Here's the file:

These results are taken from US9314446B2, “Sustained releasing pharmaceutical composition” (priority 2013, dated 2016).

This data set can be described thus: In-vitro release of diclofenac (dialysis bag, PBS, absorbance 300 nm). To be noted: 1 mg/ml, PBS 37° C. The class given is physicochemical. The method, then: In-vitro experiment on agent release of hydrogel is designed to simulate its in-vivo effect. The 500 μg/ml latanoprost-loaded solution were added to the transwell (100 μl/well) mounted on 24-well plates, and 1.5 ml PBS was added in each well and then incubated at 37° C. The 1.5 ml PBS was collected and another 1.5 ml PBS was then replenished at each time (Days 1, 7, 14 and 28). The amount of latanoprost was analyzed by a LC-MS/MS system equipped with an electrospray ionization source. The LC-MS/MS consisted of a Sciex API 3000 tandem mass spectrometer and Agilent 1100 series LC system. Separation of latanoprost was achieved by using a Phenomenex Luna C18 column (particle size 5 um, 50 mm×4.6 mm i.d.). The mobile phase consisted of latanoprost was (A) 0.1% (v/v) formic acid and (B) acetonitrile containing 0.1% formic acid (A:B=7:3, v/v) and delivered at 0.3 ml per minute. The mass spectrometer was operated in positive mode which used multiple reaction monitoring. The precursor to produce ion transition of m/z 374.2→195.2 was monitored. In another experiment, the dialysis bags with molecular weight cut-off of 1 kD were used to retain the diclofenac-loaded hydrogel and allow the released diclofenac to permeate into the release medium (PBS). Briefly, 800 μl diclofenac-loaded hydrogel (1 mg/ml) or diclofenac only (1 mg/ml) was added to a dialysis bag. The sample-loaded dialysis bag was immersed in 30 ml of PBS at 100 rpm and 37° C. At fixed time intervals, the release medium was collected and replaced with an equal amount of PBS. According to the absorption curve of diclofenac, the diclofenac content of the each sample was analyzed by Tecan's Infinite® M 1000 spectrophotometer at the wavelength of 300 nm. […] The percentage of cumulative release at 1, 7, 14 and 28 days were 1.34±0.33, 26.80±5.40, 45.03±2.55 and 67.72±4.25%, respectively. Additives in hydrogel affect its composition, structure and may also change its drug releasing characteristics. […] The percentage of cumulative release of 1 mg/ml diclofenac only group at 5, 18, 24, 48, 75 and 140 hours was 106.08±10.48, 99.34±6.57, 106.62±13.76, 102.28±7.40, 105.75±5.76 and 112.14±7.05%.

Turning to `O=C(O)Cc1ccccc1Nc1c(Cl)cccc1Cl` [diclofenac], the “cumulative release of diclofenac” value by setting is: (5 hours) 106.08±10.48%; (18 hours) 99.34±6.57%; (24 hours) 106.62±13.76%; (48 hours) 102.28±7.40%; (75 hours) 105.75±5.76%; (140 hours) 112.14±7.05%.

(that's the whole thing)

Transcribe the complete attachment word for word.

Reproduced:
These results are taken from US9314446B2, “Sustained releasing pharmaceutical composition” (priority 2013, dated 2016).

This data set can be described thus: In-vitro release of diclofenac (dialysis bag, PBS, absorbance 300 nm). To be noted: 1 mg/ml, PBS 37° C. The class given is physicochemical. The method, then: In-vitro experiment on agent release of hydrogel is designed to simulate its in-vivo effect. The 500 μg/ml latanoprost-loaded solution were added to the transwell (100 μl/well) mounted on 24-well plates, and 1.5 ml PBS was added in each well and then incubated at 37° C. The 1.5 ml PBS was collected and another 1.5 ml PBS was then replenished at each time (Days 1, 7, 14 and 28). The amount of latanoprost was analyzed by a LC-MS/MS system equipped with an electrospray ionization source. The LC-MS/MS consisted of a Sciex API 3000 tandem mass spectrometer and Agilent 1100 series LC system. Separation of latanoprost was achieved by using a Phenomenex Luna C18 column (particle size 5 um, 50 mm×4.6 mm i.d.). The mobile phase consisted of latanoprost was (A) 0.1% (v/v) formic acid and (B) acetonitrile containing 0.1% formic acid (A:B=7:3, v/v) and delivered at 0.3 ml per minute. The mass spectrometer was operated in positive mode which used multiple reaction monitoring. The precursor to produce ion transition of m/z 374.2→195.2 was monitored. In another experiment, the dialysis bags with molecular weight cut-off of 1 kD were used to retain the diclofenac-loaded hydrogel and allow the released diclofenac to permeate into the release medium (PBS). Briefly, 800 μl diclofenac-loaded hydrogel (1 mg/ml) or diclofenac only (1 mg/ml) was added to a dialysis bag. The sample-loaded dialysis bag was immersed in 30 ml of PBS at 100 rpm and 37° C. At fixed time intervals, the release medium was collected and replaced with an equal amount of PBS. According to the absorption curve of diclofenac, the diclofenac content of the each sample was analyzed by Tecan's Infinite® M 1000 spectrophotometer at the wavelength of 300 nm. […] The percentage of cumulative release at 1, 7, 14 and 28 days were 1.34±0.33, 26.80±5.40, 45.03±2.55 and 67.72±4.25%, respectively. Additives in hydrogel affect its composition, structure and may also change its drug releasing characteristics. […] The percentage of cumulative release of 1 mg/ml diclofenac only group at 5, 18, 24, 48, 75 and 140 hours was 106.08±10.48, 99.34±6.57, 106.62±13.76, 102.28±7.40, 105.75±5.76 and 112.14±7.05%.

Turning to `O=C(O)Cc1ccccc1Nc1c(Cl)cccc1Cl` [diclofenac], the “cumulative release of diclofenac” value by setting is: (5 hours) 106.08±10.48%; (18 hours) 99.34±6.57%; (24 hours) 106.62±13.76%; (48 hours) 102.28±7.40%; (75 hours) 105.75±5.76%; (140 hours) 112.14±7.05%.